Youth-driven ‘Webs We Weave’ play excites Surrey teen

A Surrey teen is featured prominently in a new play written and performed by Vancouver-area youth.

Whalley resident Sophie Elder-Labrie, 18, works with Some Assembly Theatre Company, which produces youth-driven plays designed to build awareness, promote wellness and encourage dialogue about issues facing teens.

The company’s Roundhouse Youth Theatre Action Group Project, or RHYTAG, this week stages Webs We Weave, the script of which involves "a merrygo-round of relationships at the strangest 18th birthday party ever," according to one synopsis.

"Most of the subject matter is about teen issues – confusion and identity, relationships, those kind of things," said Elder-Labrie, who plays Sage in the play.

"(The character is) starting to realize that through most of her life, she’s focused on other people and that she doesn’t really know how to deal with herself," the actor explained. "Now she’s realizing that she hasn’t experienced the world herself."

Elder-Labrie is among 11 youth who began writing the play’s script last fall, in collaboration with Some Assembly’s theatre artists, including Ken Lawson, the show’s artistic producer and youth support worker.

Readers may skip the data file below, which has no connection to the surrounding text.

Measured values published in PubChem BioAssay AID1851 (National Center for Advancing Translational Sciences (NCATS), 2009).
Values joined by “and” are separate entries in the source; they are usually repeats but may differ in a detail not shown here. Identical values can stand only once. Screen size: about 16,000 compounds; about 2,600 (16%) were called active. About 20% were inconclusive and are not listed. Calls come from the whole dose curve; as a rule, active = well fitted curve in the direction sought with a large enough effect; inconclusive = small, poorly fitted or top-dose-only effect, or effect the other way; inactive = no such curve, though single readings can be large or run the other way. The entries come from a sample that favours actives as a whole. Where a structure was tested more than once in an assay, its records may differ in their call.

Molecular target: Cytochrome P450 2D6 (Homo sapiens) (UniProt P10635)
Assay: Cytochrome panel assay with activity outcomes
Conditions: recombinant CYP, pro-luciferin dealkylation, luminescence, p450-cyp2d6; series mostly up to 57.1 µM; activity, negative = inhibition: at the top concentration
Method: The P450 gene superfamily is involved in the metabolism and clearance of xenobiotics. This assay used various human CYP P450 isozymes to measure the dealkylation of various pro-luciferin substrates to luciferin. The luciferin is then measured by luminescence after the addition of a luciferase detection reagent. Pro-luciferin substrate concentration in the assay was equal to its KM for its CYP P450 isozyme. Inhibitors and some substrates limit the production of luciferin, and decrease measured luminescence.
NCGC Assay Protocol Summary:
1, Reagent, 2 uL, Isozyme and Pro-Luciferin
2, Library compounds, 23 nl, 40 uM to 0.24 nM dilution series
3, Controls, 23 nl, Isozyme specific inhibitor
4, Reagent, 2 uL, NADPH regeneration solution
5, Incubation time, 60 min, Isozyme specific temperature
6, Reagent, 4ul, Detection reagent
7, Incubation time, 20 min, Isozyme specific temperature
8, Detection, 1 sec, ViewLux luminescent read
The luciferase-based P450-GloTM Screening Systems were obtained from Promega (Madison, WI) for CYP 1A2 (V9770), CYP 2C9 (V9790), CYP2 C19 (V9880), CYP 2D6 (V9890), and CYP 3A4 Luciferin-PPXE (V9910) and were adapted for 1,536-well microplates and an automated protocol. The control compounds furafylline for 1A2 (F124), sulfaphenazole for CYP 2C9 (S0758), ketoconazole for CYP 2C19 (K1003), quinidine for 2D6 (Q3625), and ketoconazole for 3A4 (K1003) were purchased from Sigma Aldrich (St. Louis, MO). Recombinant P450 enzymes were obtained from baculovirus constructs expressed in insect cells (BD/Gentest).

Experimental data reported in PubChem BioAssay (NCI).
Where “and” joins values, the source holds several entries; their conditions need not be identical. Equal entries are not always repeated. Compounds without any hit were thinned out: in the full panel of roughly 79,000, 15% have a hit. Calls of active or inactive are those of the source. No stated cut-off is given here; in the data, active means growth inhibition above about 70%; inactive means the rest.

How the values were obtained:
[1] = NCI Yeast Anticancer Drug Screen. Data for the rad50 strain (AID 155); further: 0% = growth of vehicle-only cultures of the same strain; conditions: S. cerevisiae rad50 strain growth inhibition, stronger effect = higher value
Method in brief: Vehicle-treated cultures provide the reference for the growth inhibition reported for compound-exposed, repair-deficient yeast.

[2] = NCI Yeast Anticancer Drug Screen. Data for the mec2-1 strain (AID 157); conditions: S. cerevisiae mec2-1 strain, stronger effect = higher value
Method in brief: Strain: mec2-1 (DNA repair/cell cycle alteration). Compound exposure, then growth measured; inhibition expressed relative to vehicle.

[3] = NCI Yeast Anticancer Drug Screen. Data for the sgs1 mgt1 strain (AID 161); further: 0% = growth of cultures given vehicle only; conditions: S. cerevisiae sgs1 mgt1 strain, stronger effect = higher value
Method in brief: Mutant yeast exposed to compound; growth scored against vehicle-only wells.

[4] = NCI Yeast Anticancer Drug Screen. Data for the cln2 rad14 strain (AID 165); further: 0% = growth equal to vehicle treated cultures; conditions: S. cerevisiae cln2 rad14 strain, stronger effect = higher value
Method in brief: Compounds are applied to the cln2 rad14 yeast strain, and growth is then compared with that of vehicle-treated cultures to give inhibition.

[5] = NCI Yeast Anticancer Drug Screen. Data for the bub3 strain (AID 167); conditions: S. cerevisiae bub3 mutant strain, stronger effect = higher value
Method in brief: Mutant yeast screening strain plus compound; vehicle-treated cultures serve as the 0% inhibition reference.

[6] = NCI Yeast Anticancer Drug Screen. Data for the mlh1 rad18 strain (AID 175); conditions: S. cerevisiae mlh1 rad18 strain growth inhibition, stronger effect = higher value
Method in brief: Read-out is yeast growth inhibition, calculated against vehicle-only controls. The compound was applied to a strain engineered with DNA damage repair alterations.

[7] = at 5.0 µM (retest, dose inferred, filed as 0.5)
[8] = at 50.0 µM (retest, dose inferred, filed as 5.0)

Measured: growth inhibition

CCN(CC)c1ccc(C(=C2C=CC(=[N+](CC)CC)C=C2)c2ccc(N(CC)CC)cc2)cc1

"Sophie has been with us for four years, so she’s one of longer-term youth we’ve had in this cast, and the growth we’ve seen in her is incredible," Lawson told the Now.

"She’s also part of the Sarah McLachlan School of Music, which is one of our community partners, and she sings an original song in the play, her own song, as her character. She wrote the song, and one of our mentors at the school of music helped arrange it, which is actually really cool. There’s a choral piece in the middle of the play where

everyone gets involved in singing Sophie’s song."

Elder-Labrie said the process of creating Webs We Weave has meant several months of hard work but also a great amount excitement for her and the others involved.

"It’s worth all the work to have the play finished

and now get it to the stage," she said. "It feels good, especially because it’s a big collaboration with so many people. It’s a little adventure…. For as long as I can remember, I’ve been drawn to this sort of thing."

Webs We Weave opened Wednesday (April 29) and continues until Saturday at

Roundhouse Community Arts and Recreation Centre in Vancouver. Admission is by donation. For show details, visit Someassembly. ca or Facebook.com/rhytag.

To view a minute-long trailer for the play, click on Youtu.be/TrNAGMjDV7U.

tzillich@thenownewspaper.com

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